State lawmakers take aim at a loophole granting owners of multi-million dollar homes the same tax status as condos

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Most of us have a pretty good idea of what a condominium or townhouse is — it’s a home you own within a multi-unit building. But real estate developers have come up with ways of designating single-family homes as condos and lawmakers say it is unfair.

Assemblywoman Monica Wallace says the unfairness of the condominium loophole allows owners of multi-million dollar mansions to pay the same property taxes as much smaller single-family homes.

How are they condos?

They may be connected by being on the same street, or they have common green space owned by the developer.

Wallace cited the example of Lancaster which has nearly 300 properties designated as condominiums shifting a $600,000 tax burden for county and municipal services onto Cheektowaga, which Wallace says has no condos.

“It is wrong, it is abusive, and it has to stop. If you can afford a million-dollar home you can afford to pay your fair share of taxes on it,” Assemblywoman Monica Wallace said.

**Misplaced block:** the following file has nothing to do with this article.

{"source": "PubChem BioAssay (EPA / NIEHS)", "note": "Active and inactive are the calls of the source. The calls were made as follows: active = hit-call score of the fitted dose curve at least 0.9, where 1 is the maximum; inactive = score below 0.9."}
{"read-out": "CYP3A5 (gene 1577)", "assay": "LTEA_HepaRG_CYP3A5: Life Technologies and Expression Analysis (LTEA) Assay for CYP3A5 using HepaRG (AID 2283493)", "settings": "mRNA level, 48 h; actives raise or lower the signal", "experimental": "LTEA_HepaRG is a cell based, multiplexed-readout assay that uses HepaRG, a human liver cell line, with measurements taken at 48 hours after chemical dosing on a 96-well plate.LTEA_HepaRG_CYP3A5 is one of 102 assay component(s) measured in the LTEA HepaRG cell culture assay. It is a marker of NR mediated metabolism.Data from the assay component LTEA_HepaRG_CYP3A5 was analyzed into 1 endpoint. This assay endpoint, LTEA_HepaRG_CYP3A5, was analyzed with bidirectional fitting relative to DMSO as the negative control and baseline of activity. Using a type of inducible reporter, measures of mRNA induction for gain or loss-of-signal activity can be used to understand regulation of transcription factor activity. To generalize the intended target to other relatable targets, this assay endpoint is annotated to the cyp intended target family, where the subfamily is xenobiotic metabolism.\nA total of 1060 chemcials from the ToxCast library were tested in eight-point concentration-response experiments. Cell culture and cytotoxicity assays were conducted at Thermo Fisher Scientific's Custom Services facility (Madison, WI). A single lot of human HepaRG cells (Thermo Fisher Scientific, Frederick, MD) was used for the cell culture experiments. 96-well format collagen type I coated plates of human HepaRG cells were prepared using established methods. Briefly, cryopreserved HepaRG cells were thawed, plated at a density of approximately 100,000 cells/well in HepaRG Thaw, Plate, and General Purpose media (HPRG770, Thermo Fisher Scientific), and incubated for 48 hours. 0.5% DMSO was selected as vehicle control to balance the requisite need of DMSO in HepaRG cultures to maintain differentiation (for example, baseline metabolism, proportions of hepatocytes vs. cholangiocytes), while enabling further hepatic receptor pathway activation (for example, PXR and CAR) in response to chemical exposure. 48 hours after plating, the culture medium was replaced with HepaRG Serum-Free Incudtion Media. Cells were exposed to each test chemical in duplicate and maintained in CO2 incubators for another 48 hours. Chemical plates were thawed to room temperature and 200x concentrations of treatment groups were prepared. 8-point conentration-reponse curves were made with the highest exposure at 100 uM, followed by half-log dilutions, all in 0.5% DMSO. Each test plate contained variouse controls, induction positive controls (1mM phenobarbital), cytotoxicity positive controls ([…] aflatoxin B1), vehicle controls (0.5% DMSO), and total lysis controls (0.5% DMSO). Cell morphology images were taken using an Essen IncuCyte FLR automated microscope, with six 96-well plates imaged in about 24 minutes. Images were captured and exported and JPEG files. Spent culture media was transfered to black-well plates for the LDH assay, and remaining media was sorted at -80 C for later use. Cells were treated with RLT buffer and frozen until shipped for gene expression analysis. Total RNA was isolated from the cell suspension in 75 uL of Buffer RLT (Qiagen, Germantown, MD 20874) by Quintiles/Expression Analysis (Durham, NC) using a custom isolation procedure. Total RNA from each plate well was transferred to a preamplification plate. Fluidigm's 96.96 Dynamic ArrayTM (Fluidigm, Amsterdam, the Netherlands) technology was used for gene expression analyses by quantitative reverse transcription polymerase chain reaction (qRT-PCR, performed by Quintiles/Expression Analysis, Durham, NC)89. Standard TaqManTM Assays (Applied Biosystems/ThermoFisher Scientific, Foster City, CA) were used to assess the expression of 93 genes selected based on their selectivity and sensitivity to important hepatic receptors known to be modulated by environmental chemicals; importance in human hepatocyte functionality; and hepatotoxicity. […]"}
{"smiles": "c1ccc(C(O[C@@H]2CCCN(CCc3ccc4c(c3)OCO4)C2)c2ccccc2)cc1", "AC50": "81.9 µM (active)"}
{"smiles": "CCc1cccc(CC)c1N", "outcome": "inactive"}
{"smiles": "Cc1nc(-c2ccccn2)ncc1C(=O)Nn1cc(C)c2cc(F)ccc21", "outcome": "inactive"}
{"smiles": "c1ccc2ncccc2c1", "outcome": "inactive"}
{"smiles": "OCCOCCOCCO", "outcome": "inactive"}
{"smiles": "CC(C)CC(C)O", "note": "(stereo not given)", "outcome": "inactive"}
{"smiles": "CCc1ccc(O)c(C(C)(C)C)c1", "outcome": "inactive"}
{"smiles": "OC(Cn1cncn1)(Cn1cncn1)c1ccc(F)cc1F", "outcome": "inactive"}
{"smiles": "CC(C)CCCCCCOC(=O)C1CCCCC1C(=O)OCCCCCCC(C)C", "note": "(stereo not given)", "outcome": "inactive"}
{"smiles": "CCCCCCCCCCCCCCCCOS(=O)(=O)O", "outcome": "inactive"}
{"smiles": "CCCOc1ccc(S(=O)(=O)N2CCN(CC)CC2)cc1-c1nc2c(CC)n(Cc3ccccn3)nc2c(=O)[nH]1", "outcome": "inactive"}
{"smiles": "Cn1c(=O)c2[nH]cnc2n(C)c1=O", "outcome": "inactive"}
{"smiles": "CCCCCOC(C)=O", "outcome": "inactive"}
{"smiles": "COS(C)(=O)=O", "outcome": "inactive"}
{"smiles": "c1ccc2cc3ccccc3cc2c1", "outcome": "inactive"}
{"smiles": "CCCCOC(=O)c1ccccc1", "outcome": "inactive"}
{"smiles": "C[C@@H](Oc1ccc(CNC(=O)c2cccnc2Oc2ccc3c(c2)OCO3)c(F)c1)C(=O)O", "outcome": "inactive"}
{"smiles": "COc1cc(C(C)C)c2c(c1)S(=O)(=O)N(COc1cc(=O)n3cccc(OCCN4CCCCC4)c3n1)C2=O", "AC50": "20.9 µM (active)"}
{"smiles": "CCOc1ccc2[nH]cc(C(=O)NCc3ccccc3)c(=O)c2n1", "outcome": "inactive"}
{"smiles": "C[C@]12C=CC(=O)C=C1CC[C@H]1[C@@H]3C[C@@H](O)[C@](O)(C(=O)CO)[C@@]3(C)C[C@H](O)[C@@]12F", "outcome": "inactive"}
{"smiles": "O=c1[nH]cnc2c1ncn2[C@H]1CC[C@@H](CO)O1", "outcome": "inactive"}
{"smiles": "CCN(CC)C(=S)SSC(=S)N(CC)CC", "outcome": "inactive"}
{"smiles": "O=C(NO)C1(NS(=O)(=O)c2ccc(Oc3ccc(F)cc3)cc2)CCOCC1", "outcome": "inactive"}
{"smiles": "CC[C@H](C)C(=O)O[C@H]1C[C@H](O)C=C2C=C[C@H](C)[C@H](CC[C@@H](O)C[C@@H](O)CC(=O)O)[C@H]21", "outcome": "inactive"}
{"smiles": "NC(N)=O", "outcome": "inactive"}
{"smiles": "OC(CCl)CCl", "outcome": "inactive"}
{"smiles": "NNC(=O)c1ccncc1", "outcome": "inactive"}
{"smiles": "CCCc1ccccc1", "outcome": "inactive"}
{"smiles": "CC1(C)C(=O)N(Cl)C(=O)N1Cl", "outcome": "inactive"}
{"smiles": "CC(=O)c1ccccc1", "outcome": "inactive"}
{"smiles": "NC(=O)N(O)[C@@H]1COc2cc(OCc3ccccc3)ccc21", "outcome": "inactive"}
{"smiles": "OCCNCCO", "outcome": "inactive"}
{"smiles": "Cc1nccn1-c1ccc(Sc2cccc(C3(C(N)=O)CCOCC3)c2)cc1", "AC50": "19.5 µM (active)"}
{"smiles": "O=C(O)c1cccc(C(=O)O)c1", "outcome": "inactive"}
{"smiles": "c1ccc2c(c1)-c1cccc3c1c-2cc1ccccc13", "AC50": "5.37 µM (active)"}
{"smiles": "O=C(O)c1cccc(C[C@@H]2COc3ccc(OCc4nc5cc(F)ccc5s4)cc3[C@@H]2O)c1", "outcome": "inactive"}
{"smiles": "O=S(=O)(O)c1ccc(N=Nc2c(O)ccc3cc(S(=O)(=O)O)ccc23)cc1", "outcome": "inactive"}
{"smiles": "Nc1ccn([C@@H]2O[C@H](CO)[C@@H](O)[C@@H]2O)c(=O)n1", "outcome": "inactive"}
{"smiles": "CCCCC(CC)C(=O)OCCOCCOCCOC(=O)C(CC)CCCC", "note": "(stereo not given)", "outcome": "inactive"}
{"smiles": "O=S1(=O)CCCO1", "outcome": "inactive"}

Lancaster Town Assessor Rebecca Baker said, “The money is not being lost. The town, the county, the schools, they get whatever tax dollars they need to operate. What we are saying is that $600,000 is now being paid by everybody else.”

Wallace’s bill would shift the authority of deciding whether a home is a condominium from the state to local governments. In some cases, the condo designation can cut the property assessments by 30-to-40%.

Those opposed to the change say developers are responsible for many of the services that would be provided by the local government such as water and sewer lines, snow removal and garbage collection paid by homeowners through their association fees.

Published by WIVB-TV

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